Indian School Education: An Assessment

Posted on October 5, 2011 in Learning+

By Rahul Singh:

Last month, a 13 year old student from Long Island, USA used the Fibonacci sequence to devise a more efficient way to collect solar energy, earning himself a provisional U.S. patent. The sequence — for those of you unfamiliar with the term- is a series of numbers where each number is equal to the sum of its two predecessors, and is bizarrely manifested widely in nature in the form of patterns.

Back to the main issue, are we sure our school levels are capable of such level of thinking processes never mind actually doing something like this? The answer would inadvertently be a “NO”. But do not think from this short prelude that this is another article heavily criticizing the Indian education system. It is not. Actually I feel we have a very good school level education system. It focuses very heavily on being good at mathematics (which easily makes us superior to our US counterparts in this field), science, basic grammar of languages and to an extent history and geography. The competitive nature of our whole education prepares us for the cut-throat life ahead and internationally Indians are lauded for our work ethic. But there are negatives of the system and pretty big ones at that.

  1. Lack of innovative ability and prevalent rote culture — Though well versed in mathematics and laws of science, we often are limited by the practice of solving numericals following strict model solutions, often ending up memorizing methods. Very few schools (those only the elite can afford) have regular projects, on science as well as humanities, to bring out the creativity and rational thinking in students. We need to develop a system where young minds are encouraged to develop a thought process aimed at nascent thinking, for solving problems or creating alternate methods based on their understanding. We do have science fairs but only the most studious of students participate in them. By complementing theory with practical examples school should be made more fun. That way we can ensure that most students are interested in class and no one has to suffer being called a “weak” student
  2. No leadership traits instilled — I feel that school is the time that we build our confidence and that is very crucial to our future prospects. Schools should look to make the students interactive and encourage public speaking. For example, they could have a system where students speak on their theories on how a certain historical discovery would have been made and discuss it with classmates on the same. It has been found that Indian students, in spite of being very intelligent, struggle to get their point across and fall behind in professional life. Opportunities of exhibiting leadership qualities should be given in extra-curricular activities like sports, social work, cultural participation or even managing a small event at school. For a developing country like us it is very important that we breed a generation that can lead India ahead by initiatives in Entrepreneurship, governance and other fields.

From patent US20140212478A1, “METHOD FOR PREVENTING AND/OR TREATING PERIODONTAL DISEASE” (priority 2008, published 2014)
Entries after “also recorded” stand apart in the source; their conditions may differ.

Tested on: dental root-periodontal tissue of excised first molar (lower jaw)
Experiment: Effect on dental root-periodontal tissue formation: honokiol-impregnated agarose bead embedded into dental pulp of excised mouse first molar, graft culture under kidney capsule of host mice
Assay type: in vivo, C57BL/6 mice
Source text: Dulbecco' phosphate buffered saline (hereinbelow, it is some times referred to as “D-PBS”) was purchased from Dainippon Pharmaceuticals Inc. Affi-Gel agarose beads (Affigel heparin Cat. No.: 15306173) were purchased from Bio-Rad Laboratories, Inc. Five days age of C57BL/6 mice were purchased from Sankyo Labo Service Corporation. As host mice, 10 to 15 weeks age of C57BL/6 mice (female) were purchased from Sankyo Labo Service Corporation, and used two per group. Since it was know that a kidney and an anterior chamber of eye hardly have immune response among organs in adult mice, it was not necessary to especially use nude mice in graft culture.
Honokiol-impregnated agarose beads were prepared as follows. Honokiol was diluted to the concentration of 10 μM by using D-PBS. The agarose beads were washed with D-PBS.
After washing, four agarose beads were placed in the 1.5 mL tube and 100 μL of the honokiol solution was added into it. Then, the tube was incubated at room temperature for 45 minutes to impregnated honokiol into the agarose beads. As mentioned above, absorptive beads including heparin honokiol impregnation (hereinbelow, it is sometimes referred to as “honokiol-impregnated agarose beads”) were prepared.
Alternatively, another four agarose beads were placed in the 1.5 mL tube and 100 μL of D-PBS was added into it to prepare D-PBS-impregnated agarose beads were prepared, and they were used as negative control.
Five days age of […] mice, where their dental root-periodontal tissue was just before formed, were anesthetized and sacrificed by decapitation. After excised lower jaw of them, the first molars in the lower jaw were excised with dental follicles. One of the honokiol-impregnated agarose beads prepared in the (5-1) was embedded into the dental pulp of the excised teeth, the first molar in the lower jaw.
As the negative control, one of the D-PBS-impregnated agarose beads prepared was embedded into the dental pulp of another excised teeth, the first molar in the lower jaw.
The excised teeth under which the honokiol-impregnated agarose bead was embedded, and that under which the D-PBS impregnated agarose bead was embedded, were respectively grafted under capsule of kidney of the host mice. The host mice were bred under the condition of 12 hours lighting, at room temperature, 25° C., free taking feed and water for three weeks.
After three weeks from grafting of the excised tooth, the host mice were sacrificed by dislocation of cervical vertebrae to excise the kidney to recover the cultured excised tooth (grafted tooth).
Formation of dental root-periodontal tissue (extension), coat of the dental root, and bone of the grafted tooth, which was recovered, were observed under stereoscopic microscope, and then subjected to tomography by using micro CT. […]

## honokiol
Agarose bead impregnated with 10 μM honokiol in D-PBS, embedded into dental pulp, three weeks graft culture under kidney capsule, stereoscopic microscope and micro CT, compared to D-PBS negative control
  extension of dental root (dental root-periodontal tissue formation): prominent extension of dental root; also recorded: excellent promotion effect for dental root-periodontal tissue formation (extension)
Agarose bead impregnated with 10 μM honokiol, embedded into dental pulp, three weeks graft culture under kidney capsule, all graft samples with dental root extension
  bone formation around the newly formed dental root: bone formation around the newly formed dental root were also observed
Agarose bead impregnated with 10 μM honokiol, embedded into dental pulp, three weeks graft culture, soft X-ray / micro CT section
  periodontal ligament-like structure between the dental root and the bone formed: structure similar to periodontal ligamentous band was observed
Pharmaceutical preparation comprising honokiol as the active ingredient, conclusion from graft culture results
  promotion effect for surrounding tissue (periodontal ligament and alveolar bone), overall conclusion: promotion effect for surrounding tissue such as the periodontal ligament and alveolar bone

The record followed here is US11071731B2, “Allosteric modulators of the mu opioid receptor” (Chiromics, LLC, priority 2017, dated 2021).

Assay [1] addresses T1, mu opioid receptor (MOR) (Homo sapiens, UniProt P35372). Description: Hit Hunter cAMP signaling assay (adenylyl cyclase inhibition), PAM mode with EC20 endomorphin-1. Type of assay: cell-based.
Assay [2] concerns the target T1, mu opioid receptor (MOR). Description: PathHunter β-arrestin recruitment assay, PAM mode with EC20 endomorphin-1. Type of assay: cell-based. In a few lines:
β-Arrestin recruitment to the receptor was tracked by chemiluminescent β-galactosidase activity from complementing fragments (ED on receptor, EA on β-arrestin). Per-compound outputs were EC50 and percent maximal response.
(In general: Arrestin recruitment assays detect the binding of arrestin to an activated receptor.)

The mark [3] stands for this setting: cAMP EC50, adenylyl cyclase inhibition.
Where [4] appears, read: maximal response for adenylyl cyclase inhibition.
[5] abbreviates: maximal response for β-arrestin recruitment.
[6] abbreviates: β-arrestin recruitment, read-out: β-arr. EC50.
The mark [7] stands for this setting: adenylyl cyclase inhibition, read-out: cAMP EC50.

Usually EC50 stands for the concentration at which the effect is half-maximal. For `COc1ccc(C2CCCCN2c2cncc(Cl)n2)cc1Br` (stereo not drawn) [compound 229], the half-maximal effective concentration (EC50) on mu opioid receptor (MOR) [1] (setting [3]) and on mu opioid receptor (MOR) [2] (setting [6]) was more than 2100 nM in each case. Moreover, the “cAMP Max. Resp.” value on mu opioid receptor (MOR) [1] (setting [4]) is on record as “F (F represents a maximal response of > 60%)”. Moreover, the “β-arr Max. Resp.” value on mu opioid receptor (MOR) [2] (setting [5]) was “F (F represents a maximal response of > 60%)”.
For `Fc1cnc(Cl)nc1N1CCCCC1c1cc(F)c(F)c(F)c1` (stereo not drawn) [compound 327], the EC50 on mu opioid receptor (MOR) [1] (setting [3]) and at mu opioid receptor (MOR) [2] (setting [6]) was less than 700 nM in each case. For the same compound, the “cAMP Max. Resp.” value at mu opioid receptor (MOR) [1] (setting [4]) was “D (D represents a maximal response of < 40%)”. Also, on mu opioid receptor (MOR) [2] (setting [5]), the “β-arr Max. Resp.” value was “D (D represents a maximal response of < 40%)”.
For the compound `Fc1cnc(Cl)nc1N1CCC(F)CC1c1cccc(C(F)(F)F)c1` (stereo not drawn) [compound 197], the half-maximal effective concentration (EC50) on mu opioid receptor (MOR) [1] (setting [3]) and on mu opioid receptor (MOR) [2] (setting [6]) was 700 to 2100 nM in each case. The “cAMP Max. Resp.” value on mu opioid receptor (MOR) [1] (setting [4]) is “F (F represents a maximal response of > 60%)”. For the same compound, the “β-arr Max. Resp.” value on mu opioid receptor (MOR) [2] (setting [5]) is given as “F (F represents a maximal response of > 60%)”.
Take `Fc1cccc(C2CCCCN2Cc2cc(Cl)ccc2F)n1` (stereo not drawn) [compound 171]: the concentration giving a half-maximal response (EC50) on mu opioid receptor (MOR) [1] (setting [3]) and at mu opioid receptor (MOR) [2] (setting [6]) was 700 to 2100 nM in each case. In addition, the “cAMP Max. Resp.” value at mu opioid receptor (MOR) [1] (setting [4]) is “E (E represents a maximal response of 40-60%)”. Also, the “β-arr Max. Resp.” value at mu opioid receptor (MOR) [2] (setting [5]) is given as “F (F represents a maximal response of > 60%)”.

3. Plight of students faring poorly in exams and peer pressure — While the current examination systems are fair to an extent, they give a lot of emphasis on mugging for exams. The evaluation should be spread all over a academic year not just on some 3 hour exam. Also, not all students will show aptitude in doing well at studies alone. Every person has a talent. It could be at sports, acting, painting, managerial or any other field. Herein exists the bane of peer pressure. There is a prevalent view that only engineering, medicine and management are the significant fields for taking up a career in. People, especially parents, need to realise that commerce, arts, etc. are not necessarily only for students who did not qualify for the science stream cut-offs. They are equally rewarding fields and on-par in national importance. The students’ higher studies must be based on their interests only and not on pay packages in job. The significance of point 1 is amplified by this notion as only when students will be given exposure to various fields at school level they will identify their interests and make fulfilling careers in them and not careers dictated by cut-off marks.
  4. The need for teachers — A student is as good as his teacher. This is a dialogue from the cult movie “The Karate Kid” and it holds good in actual life as well. Recently in Gujarat it has been discovered that teachers in most schools are not qualified for their jobs and are minting money from parents by promoting their own tuitions. We need motivated teachers who will seek joy in the success and intellectual progress of their students. But again, for that to happen, the teachers need to be well paid to enjoy their work. A public private partnership could be crucial for this as then we might develop an eco-system where teacher and student and education can complement each other.
  5. Rural education and education for the poor — All the above points discussed above can be implemented with ease only in cities but to realize the dream of education for all, there has to be significant development in the poorer section of society as well. India has work towards establishing an infrastructure of state funded school in rural areas. For starters, there has to be patronisation for families to send their children to school. This can be done by promoting awareness campaigns and also by giving financial assistance to bright students.

Hopefully, soon India will have leaders in the field of research and development along with the corporate pioneers we already have and we will truly be on a path to becoming a world superpower.

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